Brazilian Colonialism: The Brazilian Anthropophagic Movement

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The essay discusses the issues around colonialism, historical revisionism and cultural exchange theories with emphasis in the Brazilian Anthropophagic Movement. Derived from the Tupi-Guarani, the word Pindorama means "Land of the Palms" and, says the history, that would be the name by which the natives called Brazil when it was discovery. The subject of Colonialism will be analysed here in the marginalised community context and the essay aims to expose this exact side of the story that was made invisible to the eyes of Brazilian society throughout the decades. The Eurocentric approach in Colonialism is extremely problematic and misleading, specially when it is perpetuated in colonised countries. The conversation around the consequences of the…show more content…
Tarsila was born in Capivari, a countryside of São Paulo in 1886, she is from a traditional and wealthy family, therefore the artist was able to educate herself to the fullest and even complete her education abroad. At the age of 16, she painted her first artwork, O Sagrado Coracao de Cristo (Most Sacred Heart of Jesus) probably still very influenced by her traditional upbringing and education. O Abaporu would become the most famous and valuable Brazilian painting ever sold, it was purchased in 1995 by Eduardo Constantini for $1,5 million and it is part of the collection of MALBA (Museu de Arte Latino-Americana de Buenos Aires). O Abaporu was painted in 1928 and it was a gift to Tarsila’s husband, the writer and poet, Oswald de Andrade. The elements in the painting inspired him to write the *Manifesto Antropofágico that also lead to the *Movimento Antropofágico in Brazil in the…show more content…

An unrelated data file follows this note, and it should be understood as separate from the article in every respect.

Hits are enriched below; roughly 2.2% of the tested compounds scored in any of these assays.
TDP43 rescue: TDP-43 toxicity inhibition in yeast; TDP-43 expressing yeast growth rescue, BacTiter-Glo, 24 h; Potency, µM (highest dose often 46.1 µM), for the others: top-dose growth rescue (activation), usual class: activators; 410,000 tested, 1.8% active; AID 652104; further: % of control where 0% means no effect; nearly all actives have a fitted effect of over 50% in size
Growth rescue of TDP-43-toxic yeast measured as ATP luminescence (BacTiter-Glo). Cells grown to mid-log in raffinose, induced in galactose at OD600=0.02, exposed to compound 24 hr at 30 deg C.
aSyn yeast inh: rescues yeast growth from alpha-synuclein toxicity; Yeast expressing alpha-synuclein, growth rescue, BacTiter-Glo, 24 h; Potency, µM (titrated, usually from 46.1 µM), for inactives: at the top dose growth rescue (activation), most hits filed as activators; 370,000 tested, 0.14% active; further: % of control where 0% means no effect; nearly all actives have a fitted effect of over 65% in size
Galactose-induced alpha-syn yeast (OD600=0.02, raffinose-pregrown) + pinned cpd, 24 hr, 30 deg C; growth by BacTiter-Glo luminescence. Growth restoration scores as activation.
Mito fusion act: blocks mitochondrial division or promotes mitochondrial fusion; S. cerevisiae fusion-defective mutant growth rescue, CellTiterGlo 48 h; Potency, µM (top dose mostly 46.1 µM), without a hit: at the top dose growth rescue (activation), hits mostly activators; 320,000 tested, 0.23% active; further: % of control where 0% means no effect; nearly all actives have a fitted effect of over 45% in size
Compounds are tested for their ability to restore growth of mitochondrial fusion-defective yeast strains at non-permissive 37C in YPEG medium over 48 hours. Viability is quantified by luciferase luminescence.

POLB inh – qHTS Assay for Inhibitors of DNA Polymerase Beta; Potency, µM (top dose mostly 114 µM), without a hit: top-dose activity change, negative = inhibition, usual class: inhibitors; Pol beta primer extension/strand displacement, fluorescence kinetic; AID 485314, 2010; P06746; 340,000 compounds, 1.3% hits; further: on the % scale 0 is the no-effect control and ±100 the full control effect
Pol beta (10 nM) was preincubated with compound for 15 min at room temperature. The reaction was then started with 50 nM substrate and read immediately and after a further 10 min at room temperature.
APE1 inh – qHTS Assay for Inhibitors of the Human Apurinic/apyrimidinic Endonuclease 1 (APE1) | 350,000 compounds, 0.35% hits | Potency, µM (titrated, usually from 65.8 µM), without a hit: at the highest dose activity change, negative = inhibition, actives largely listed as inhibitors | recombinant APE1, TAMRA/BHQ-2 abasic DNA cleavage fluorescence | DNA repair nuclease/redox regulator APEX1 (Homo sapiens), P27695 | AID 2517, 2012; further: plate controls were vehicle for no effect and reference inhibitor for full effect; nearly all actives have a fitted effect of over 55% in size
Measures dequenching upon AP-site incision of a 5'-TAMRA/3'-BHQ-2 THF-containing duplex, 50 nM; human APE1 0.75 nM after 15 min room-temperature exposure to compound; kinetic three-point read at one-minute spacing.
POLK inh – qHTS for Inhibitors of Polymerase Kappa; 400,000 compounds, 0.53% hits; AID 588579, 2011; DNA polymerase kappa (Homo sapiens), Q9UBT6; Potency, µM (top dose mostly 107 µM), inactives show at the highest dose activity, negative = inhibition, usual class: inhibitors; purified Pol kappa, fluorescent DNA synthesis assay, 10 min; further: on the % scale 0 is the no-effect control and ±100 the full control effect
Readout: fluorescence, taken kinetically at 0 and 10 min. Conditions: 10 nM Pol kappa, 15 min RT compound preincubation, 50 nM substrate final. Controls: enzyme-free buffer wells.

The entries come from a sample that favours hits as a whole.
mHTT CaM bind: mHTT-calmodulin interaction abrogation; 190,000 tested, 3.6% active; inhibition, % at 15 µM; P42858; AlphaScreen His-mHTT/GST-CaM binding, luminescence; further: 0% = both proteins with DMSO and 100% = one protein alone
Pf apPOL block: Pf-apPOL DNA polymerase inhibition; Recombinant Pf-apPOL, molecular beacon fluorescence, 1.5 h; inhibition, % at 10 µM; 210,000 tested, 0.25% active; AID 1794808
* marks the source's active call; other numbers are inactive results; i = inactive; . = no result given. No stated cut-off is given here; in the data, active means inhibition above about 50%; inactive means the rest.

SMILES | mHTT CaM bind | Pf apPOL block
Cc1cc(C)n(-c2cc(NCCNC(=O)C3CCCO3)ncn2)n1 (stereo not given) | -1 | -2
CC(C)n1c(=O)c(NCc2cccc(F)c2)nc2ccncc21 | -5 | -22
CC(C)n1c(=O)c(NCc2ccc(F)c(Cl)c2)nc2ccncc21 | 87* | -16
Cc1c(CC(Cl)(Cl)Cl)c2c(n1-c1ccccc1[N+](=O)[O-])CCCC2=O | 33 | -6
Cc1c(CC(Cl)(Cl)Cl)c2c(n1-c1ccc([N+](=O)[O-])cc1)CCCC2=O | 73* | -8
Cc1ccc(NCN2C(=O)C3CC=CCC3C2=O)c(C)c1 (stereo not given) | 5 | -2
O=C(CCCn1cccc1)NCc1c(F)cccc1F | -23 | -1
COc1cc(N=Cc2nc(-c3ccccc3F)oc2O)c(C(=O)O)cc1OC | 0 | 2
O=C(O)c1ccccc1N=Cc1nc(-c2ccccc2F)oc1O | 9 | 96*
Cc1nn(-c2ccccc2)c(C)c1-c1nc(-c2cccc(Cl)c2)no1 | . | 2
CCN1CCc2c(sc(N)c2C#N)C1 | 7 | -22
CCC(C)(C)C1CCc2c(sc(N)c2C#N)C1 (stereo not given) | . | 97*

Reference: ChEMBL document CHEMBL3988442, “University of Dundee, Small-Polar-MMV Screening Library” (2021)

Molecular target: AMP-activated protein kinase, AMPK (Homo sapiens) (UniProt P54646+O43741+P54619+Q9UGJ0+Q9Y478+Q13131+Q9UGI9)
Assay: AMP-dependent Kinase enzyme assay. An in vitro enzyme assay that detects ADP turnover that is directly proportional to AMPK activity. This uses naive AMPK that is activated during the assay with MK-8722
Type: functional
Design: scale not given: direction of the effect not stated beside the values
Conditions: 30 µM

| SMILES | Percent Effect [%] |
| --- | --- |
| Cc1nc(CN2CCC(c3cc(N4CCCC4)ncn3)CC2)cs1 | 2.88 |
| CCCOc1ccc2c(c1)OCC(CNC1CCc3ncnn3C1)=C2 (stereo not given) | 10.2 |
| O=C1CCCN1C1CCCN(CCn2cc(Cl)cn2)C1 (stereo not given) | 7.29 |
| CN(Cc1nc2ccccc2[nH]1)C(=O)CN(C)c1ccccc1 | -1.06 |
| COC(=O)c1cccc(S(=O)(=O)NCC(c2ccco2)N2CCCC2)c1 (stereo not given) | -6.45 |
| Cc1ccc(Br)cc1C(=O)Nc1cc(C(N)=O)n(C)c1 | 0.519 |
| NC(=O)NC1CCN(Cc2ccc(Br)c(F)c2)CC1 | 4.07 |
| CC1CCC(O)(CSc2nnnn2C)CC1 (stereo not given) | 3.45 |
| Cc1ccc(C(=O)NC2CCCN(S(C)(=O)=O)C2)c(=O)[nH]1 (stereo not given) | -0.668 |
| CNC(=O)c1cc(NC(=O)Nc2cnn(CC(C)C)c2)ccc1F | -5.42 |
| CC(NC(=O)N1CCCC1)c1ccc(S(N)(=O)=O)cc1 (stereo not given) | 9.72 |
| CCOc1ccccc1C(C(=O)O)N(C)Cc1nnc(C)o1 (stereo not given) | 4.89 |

The Brazilian author, who constantly travelled to Europe, was in Paris when Marinetti announced the commitment of literature with the new technical civilisation and fights against academism. On the contrary of what Oswald observed in Brazil, where we had a very academic and Europeanised influence in art, literature and poetry with the strong presence of *Parnasianismo. Brazilian literature has always had an identity crisis, as have many literatures from countries that have been colonized, because they do not feel they belong to the natives or to the colonizers. O Abaporu then became the symbol of the Movimento Antropofágico and initiated the anthropophagi phase of Tarsila do Amaral from 1928 and 1930. It is possible to identify characteristic elements of the artist’s, such as the strong use of colours and the inclusion of imaginary thematic and the alteration of the reality. In the painting we see the figure of a man with oversized feet and hands, those elements most likely represent the physical work that was made by the majority of people in Brazil. The sun and cactus are very representative of the *sertão in Northeast of Brazil, one of the poorest areas of Brazil even up to this date. On the other hand, the small head can signify the lack of critical thinking of a man who limits himself to work with his strength but without much
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